I also wanted to include just a little bit of my own opinion on why studying approximation algorithms is worthwhile.

The "usual" motivation given is the following: In practice we are faced with NP-hard problems, and we nevertheless want to do something besides just give up. This is definitely true. The motivation suggests that running an approximation algorithm is a good idea -- they have worst-case performance guarantees! This is partly true, but it's not the whole story.

As an example, at one point in late 2001, the best known approximation algorithm for "Uncapacitated Metric Facility Location" (sounds complicated, but it's actually a very natural problem studied in industry; we'll discuss it later in this class) was a 1.73-factor approximation [Guha-Charikar]. It used an unholy combination of linear programming, primal-dual methods, and greedy methods. It's doubtful anyone ever ran it. At the same time, there was a relatively simple, quadratic time greedy algorithm achieving a 1.86-factor approximation [Mahdian-Markakis-Saberi-V.Vazirani]. One would be hard-pressed to say that the 1.73-factor algorithm was a better heuristic in practice for the problem. (The current best known algorithm is 1.52-factor [Mahdian-Ye-Zhang] and is combinatorial.)

On the other hand, take Set Cover. Even though we know that the Greedy algorithm only achieves somewhat bad performance -- a ln

*n*factor -- we would and do run it anyway.

So breakthroughs in the analysis of a problem's approximability don't

*necessarily*help you out at all in practice.

(I should emphasize, though, that sometimes they do: for example, the Goemans-Williamson .878-factor Max-Cut algorithm has had a huge impact on practice; not

*because*it is a .878-factor approximation algorithm but because it gave powerful evidence in favor of an algorithmic technique (semidefinite programming) which is today a key component in practical Max-Cut algorithms.)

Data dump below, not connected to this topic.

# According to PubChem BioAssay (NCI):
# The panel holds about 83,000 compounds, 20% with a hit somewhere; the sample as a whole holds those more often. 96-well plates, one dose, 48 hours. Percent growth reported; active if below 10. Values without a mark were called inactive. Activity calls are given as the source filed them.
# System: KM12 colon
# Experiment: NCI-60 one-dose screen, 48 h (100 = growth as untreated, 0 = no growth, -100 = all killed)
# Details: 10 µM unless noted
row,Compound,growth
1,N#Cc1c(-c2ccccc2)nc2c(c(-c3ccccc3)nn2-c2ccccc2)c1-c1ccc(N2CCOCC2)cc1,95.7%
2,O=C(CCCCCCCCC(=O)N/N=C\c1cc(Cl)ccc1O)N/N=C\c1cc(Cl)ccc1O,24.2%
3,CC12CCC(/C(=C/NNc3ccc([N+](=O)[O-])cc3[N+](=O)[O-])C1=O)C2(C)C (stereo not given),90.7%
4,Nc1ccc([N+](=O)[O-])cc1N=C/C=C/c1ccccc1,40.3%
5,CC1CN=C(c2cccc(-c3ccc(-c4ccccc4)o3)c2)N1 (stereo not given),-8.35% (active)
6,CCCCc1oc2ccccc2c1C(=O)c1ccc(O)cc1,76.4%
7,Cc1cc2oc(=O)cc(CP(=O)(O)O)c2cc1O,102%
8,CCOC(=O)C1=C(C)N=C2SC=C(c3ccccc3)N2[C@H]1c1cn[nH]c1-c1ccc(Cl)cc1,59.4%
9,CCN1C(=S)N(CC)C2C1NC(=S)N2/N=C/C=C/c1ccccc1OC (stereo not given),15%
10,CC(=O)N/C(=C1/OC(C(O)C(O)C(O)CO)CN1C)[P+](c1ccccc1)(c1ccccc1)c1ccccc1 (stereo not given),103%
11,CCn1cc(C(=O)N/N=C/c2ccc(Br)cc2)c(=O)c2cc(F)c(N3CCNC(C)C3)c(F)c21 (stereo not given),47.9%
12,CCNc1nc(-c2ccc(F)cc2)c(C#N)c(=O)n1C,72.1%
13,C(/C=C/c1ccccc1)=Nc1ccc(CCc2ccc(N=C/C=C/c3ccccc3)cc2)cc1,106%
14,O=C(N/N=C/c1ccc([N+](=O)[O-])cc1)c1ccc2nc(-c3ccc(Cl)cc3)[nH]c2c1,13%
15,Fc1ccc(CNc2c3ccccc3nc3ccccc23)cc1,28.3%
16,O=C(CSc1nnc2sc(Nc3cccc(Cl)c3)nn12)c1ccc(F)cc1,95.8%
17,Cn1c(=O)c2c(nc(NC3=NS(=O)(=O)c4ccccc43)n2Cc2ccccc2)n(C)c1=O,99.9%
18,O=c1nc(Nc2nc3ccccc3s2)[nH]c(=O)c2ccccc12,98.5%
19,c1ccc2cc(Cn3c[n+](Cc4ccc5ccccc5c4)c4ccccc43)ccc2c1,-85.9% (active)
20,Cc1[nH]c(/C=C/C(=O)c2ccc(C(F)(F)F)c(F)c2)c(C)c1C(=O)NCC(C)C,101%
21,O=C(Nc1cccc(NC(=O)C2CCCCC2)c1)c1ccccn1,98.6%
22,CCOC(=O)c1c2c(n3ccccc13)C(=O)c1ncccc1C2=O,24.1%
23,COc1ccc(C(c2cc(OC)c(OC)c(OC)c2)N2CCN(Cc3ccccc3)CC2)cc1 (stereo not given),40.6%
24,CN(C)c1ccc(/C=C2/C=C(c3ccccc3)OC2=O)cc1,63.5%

Regardless of the "heuristics for practice" motivation, there are additional reasons to study approximability:

1. It helps you understand "hard instances"; for example, what properties of Set-Cover instances make them hard? What properties make them easy? Studying approximation algorithms for the problem usually reveals this and helps you design algorithm for special cases. See also Luca Trevisan's opinion on the whys of approximation algorithms.

2. It tells you something about P vs. NP. (This is my person reason for studying approximability.) Take Max-Cut for example. We know that .878-approximating it is in P. We also know [HÃ¥stad-Trevisan-Sorkin-Sudan-Williamson] that .942-approximating it is NP-hard. What about the algorithmic problem of .9-approximating Max-Cut: is it in P or is it NP-hard?

*No one knows*. In fact,

*experts have contradictory guesses*. And this is for Max-Cut, which I'd argue is the simplest possible NP optimization problem. How can such a simple problem evade being classified as being in P or NP-hard? I find this to be an even more galling situation than the unclear status of Factoring (which most people at least

*guess*is not in P) and Graph-Isomorphism (which most people at least

*guess*is in P).

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